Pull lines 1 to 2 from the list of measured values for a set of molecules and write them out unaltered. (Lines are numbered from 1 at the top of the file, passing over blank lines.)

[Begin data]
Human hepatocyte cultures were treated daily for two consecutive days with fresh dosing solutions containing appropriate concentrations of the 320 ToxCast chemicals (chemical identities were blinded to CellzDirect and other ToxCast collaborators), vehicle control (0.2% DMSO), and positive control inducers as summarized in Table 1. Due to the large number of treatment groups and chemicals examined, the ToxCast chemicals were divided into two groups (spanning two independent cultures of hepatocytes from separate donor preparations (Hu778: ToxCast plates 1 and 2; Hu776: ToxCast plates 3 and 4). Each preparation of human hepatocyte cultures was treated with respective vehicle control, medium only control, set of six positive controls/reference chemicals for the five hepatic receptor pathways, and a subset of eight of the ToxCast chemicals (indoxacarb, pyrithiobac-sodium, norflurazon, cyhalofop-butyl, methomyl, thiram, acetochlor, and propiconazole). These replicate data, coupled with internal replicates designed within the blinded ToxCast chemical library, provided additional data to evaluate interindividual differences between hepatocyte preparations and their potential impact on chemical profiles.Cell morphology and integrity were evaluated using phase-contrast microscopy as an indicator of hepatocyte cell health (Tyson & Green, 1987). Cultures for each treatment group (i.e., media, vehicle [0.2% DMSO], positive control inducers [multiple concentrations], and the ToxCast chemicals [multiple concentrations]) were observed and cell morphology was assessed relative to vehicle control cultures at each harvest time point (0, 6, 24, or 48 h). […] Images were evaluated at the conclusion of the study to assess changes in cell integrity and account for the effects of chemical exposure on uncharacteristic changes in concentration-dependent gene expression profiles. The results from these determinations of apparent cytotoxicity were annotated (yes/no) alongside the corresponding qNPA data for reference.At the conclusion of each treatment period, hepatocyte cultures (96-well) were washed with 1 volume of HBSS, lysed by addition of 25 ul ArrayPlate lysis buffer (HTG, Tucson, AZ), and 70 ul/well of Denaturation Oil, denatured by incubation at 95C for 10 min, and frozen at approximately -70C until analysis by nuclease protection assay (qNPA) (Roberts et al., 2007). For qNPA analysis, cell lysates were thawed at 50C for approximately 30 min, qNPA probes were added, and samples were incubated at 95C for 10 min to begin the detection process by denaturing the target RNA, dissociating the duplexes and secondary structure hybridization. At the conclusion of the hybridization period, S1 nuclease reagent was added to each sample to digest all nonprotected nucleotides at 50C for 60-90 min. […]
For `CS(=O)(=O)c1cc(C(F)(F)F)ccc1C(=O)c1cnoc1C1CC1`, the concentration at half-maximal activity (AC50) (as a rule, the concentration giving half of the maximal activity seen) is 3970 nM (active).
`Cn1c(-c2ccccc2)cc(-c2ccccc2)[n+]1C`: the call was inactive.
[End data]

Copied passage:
Human hepatocyte cultures were treated daily for two consecutive days with fresh dosing solutions containing appropriate concentrations of the 320 ToxCast chemicals (chemical identities were blinded to CellzDirect and other ToxCast collaborators), vehicle control (0.2% DMSO), and positive control inducers as summarized in Table 1. Due to the large number of treatment groups and chemicals examined, the ToxCast chemicals were divided into two groups (spanning two independent cultures of hepatocytes from separate donor preparations (Hu778: ToxCast plates 1 and 2; Hu776: ToxCast plates 3 and 4). Each preparation of human hepatocyte cultures was treated with respective vehicle control, medium only control, set of six positive controls/reference chemicals for the five hepatic receptor pathways, and a subset of eight of the ToxCast chemicals (indoxacarb, pyrithiobac-sodium, norflurazon, cyhalofop-butyl, methomyl, thiram, acetochlor, and propiconazole). These replicate data, coupled with internal replicates designed within the blinded ToxCast chemical library, provided additional data to evaluate interindividual differences between hepatocyte preparations and their potential impact on chemical profiles.Cell morphology and integrity were evaluated using phase-contrast microscopy as an indicator of hepatocyte cell health (Tyson & Green, 1987). Cultures for each treatment group (i.e., media, vehicle [0.2% DMSO], positive control inducers [multiple concentrations], and the ToxCast chemicals [multiple concentrations]) were observed and cell morphology was assessed relative to vehicle control cultures at each harvest time point (0, 6, 24, or 48 h). […] Images were evaluated at the conclusion of the study to assess changes in cell integrity and account for the effects of chemical exposure on uncharacteristic changes in concentration-dependent gene expression profiles. The results from these determinations of apparent cytotoxicity were annotated (yes/no) alongside the corresponding qNPA data for reference.At the conclusion of each treatment period, hepatocyte cultures (96-well) were washed with 1 volume of HBSS, lysed by addition of 25 ul ArrayPlate lysis buffer (HTG, Tucson, AZ), and 70 ul/well of Denaturation Oil, denatured by incubation at 95C for 10 min, and frozen at approximately -70C until analysis by nuclease protection assay (qNPA) (Roberts et al., 2007). For qNPA analysis, cell lysates were thawed at 50C for approximately 30 min, qNPA probes were added, and samples were incubated at 95C for 10 min to begin the detection process by denaturing the target RNA, dissociating the duplexes and secondary structure hybridization. At the conclusion of the hybridization period, S1 nuclease reagent was added to each sample to digest all nonprotected nucleotides at 50C for 60-90 min. […]
For `CS(=O)(=O)c1cc(C(F)(F)F)ccc1C(=O)c1cnoc1C1CC1`, the concentration at half-maximal activity (AC50) (as a rule, the concentration giving half of the maximal activity seen) is 3970 nM (active).